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Breastfeeding and the flu: Protecting babies against the virus

Breastfeeding and the flu: Protecting babies against the virus

The flu has claimed the lives of almost 100 children this year.

Hannah Yager and her daughter, Monica, have a special bond with Lactation Consultant Corinne Carlson at Baptist Hospital.

Hannah knew she wanted to breastfeed Monica for the bonding, and especially to protect her baby's health.

"I knew that I was going to be putting her in daycare when I went back to work, and I wanted her immune system to be built up," she said.

Like a lot of new moms, Hannah was having some trouble getting Monica to latch on.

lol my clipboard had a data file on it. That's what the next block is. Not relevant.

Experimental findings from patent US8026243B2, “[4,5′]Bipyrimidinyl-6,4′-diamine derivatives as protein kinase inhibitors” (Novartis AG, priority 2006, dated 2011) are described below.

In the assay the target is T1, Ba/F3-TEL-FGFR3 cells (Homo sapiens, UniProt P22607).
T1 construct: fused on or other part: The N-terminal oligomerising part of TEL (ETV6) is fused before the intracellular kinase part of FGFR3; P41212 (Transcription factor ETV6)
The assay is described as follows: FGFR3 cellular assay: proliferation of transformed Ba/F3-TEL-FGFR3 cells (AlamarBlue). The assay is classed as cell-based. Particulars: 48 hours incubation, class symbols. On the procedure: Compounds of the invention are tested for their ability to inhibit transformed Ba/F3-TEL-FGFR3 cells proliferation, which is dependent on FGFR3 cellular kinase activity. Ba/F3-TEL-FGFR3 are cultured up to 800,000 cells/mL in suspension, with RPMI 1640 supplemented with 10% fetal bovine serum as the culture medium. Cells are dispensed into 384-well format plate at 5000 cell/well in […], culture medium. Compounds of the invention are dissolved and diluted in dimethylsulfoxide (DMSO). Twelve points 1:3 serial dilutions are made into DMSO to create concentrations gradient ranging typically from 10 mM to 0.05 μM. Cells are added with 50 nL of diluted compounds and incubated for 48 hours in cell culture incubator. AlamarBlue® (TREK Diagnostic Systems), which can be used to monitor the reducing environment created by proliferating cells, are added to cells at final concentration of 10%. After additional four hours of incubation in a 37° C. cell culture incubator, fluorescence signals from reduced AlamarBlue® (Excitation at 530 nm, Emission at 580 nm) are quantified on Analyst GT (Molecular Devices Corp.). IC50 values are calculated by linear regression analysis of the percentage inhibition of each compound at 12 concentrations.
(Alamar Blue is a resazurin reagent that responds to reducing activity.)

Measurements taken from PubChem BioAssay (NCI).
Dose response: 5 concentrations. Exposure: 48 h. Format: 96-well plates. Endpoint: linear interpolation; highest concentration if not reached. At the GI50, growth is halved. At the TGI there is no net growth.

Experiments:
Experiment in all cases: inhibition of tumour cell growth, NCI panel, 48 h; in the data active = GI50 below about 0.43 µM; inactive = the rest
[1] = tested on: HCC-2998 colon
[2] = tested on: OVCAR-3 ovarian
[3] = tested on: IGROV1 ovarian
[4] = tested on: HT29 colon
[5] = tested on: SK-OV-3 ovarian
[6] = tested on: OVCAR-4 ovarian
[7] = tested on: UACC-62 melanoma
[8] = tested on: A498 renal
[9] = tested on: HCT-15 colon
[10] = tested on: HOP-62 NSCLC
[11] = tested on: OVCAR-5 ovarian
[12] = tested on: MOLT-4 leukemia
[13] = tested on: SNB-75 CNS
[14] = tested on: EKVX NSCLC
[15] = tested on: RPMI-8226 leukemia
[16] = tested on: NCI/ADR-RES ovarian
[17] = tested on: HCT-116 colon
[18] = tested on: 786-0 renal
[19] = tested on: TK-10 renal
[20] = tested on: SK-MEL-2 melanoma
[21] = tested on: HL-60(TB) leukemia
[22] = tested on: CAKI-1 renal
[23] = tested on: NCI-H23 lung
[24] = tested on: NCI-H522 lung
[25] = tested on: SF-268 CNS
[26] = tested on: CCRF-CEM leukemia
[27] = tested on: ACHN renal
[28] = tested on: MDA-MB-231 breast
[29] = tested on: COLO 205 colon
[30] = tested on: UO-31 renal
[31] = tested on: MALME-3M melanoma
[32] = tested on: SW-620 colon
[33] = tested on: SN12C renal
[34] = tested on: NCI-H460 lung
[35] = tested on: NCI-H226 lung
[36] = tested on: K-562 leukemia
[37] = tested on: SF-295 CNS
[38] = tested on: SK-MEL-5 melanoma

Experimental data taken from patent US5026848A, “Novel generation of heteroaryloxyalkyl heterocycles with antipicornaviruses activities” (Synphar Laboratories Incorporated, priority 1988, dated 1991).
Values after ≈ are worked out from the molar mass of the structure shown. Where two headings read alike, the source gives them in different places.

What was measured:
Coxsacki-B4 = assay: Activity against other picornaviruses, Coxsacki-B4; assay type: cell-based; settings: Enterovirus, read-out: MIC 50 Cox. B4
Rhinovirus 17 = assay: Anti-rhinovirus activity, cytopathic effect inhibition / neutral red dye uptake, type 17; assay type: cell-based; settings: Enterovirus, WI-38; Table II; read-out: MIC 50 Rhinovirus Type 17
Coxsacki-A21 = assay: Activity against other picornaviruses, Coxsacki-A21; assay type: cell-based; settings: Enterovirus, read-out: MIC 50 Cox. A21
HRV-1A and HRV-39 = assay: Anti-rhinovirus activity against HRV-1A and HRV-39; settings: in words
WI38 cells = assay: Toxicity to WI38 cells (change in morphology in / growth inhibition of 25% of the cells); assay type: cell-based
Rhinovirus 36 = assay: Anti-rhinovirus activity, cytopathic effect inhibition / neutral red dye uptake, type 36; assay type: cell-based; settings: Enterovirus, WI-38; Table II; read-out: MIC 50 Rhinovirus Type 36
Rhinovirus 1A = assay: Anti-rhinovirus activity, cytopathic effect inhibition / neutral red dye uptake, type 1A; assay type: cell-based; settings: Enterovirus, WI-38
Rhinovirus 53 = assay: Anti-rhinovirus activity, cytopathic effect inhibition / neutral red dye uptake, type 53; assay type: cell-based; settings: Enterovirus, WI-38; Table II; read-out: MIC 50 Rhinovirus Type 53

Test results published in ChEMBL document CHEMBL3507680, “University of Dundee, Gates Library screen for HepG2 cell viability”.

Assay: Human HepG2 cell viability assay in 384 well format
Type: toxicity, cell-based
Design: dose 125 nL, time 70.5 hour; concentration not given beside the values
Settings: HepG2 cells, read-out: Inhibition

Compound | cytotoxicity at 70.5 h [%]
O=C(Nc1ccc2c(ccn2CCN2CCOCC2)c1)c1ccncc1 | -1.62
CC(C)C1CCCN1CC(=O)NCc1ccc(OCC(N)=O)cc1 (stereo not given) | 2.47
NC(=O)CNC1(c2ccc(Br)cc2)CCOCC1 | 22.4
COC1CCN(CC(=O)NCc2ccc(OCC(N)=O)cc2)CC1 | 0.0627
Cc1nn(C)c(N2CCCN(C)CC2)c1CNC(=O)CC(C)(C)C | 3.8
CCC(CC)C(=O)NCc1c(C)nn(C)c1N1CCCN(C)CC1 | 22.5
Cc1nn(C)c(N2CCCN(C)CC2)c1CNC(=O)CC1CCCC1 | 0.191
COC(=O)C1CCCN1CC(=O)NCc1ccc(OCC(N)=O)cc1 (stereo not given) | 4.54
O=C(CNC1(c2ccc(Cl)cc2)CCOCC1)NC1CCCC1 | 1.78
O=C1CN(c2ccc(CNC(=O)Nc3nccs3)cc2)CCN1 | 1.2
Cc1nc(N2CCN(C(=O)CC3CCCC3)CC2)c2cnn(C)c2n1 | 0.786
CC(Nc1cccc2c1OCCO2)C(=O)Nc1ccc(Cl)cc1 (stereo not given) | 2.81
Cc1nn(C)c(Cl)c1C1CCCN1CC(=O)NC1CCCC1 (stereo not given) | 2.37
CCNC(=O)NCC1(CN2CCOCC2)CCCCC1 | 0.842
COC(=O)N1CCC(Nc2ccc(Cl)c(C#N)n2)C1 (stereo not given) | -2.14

Corinne helped them get through those rough first few weeks. She passionately believes in the health benefits of breastfeeding.

"There's an exchange from the baby's saliva with the mom's milk. However, it happens, the baby's saliva is telling the mom's body to make antibodies for exactly what the baby has been exposed to," Corrine said.

As for the flu, Corinne and the CDC said breast milk provides protection.

If a mom has the flu, they advise she keep nursing. The virus will not pass through the breastmilk.

Even while the mother is ill, she's passing along antibodies that will help protect the baby.

"Breastfeed, breastfeed, breastfeed. You will help the baby fight any disease either that it is exposed to, or that mom has," Corinne said.